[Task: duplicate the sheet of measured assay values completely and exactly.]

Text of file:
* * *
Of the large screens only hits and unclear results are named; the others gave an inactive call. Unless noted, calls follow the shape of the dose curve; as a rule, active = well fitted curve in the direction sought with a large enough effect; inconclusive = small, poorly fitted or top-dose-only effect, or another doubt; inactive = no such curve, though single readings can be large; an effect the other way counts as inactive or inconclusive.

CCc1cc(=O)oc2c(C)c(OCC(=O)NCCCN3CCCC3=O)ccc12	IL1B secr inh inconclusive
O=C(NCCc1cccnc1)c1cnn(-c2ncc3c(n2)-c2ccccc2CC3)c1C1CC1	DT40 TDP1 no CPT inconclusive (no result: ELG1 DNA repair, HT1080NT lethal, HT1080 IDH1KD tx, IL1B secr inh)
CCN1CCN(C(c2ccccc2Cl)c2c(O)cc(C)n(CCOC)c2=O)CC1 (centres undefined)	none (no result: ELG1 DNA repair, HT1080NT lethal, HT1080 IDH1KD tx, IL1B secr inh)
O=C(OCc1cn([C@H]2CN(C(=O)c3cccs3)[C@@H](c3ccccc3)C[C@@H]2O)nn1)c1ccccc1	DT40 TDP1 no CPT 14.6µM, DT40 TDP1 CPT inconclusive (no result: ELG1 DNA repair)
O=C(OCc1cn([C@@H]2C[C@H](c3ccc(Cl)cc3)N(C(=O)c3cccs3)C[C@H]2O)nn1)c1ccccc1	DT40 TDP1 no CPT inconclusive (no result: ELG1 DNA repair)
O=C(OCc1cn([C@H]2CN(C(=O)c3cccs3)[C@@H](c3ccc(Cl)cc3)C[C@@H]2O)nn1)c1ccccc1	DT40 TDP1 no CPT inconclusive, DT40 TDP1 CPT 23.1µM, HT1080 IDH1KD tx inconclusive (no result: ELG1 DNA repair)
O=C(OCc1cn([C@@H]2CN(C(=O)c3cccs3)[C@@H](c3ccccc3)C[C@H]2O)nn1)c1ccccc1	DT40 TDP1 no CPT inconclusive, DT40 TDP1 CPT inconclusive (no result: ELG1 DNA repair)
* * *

Of the large screens only hits and unclear results are named; the others gave an inactive call. Unless noted, calls follow the shape of the dose curve; as a rule, active = well fitted curve in the direction sought with a large enough effect; inconclusive = small, poorly fitted or top-dose-only effect, or another doubt; inactive = no such curve, though single readings can be large; an effect the other way counts as inactive or inconclusive.

CCc1cc(=O)oc2c(C)c(OCC(=O)NCCCN3CCCC3=O)ccc12	IL1B secr inh inconclusive
O=C(NCCc1cccnc1)c1cnn(-c2ncc3c(n2)-c2ccccc2CC3)c1C1CC1	DT40 TDP1 no CPT inconclusive (no result: ELG1 DNA repair, HT1080NT lethal, HT1080 IDH1KD tx, IL1B secr inh)
CCN1CCN(C(c2ccccc2Cl)c2c(O)cc(C)n(CCOC)c2=O)CC1 (centres undefined)	none (no result: ELG1 DNA repair, HT1080NT lethal, HT1080 IDH1KD tx, IL1B secr inh)
O=C(OCc1cn([C@H]2CN(C(=O)c3cccs3)[C@@H](c3ccccc3)C[C@@H]2O)nn1)c1ccccc1	DT40 TDP1 no CPT 14.6µM, DT40 TDP1 CPT inconclusive (no result: ELG1 DNA repair)
O=C(OCc1cn([C@@H]2C[C@H](c3ccc(Cl)cc3)N(C(=O)c3cccs3)C[C@H]2O)nn1)c1ccccc1	DT40 TDP1 no CPT inconclusive (no result: ELG1 DNA repair)
O=C(OCc1cn([C@H]2CN(C(=O)c3cccs3)[C@@H](c3ccc(Cl)cc3)C[C@@H]2O)nn1)c1ccccc1	DT40 TDP1 no CPT inconclusive, DT40 TDP1 CPT 23.1µM, HT1080 IDH1KD tx inconclusive (no result: ELG1 DNA repair)
O=C(OCc1cn([C@@H]2CN(C(=O)c3cccs3)[C@@H](c3ccccc3)C[C@H]2O)nn1)c1ccccc1	DT40 TDP1 no CPT inconclusive, DT40 TDP1 CPT inconclusive (no result: ELG1 DNA repair)